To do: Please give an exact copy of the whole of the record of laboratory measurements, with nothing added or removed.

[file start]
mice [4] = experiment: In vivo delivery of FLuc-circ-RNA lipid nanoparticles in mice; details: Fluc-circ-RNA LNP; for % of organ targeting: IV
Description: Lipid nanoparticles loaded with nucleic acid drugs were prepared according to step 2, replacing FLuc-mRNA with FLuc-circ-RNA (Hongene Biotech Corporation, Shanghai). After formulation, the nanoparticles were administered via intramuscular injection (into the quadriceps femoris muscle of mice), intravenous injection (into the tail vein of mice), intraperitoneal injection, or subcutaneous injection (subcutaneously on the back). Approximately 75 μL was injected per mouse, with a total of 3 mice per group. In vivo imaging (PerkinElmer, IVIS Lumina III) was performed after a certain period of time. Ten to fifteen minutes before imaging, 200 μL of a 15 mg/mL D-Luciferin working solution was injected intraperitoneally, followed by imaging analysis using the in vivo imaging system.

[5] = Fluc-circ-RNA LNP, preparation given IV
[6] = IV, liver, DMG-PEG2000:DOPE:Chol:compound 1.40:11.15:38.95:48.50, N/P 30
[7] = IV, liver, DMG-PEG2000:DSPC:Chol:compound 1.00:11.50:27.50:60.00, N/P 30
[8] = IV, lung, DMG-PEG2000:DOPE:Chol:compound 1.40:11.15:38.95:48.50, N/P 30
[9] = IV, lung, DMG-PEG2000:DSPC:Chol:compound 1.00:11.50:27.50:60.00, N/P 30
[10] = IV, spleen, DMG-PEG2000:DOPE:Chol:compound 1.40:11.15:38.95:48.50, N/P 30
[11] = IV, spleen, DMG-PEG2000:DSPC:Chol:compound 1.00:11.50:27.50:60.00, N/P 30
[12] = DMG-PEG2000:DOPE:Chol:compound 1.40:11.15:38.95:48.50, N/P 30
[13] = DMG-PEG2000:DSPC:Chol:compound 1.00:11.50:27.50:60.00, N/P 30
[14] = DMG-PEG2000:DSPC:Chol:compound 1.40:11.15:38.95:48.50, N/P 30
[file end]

mice [4] = experiment: In vivo delivery of FLuc-circ-RNA lipid nanoparticles in mice; details: Fluc-circ-RNA LNP; for % of organ targeting: IV
Description: Lipid nanoparticles loaded with nucleic acid drugs were prepared according to step 2, replacing FLuc-mRNA with FLuc-circ-RNA (Hongene Biotech Corporation, Shanghai). After formulation, the nanoparticles were administered via intramuscular injection (into the quadriceps femoris muscle of mice), intravenous injection (into the tail vein of mice), intraperitoneal injection, or subcutaneous injection (subcutaneously on the back). Approximately 75 μL was injected per mouse, with a total of 3 mice per group. In vivo imaging (PerkinElmer, IVIS Lumina III) was performed after a certain period of time. Ten to fifteen minutes before imaging, 200 μL of a 15 mg/mL D-Luciferin working solution was injected intraperitoneally, followed by imaging analysis using the in vivo imaging system.

[5] = Fluc-circ-RNA LNP, preparation given IV
[6] = IV, liver, DMG-PEG2000:DOPE:Chol:compound 1.40:11.15:38.95:48.50, N/P 30
[7] = IV, liver, DMG-PEG2000:DSPC:Chol:compound 1.00:11.50:27.50:60.00, N/P 30
[8] = IV, lung, DMG-PEG2000:DOPE:Chol:compound 1.40:11.15:38.95:48.50, N/P 30
[9] = IV, lung, DMG-PEG2000:DSPC:Chol:compound 1.00:11.50:27.50:60.00, N/P 30
[10] = IV, spleen, DMG-PEG2000:DOPE:Chol:compound 1.40:11.15:38.95:48.50, N/P 30
[11] = IV, spleen, DMG-PEG2000:DSPC:Chol:compound 1.00:11.50:27.50:60.00, N/P 30
[12] = DMG-PEG2000:DOPE:Chol:compound 1.40:11.15:38.95:48.50, N/P 30
[13] = DMG-PEG2000:DSPC:Chol:compound 1.00:11.50:27.50:60.00, N/P 30
[14] = DMG-PEG2000:DSPC:Chol:compound 1.40:11.15:38.95:48.50, N/P 30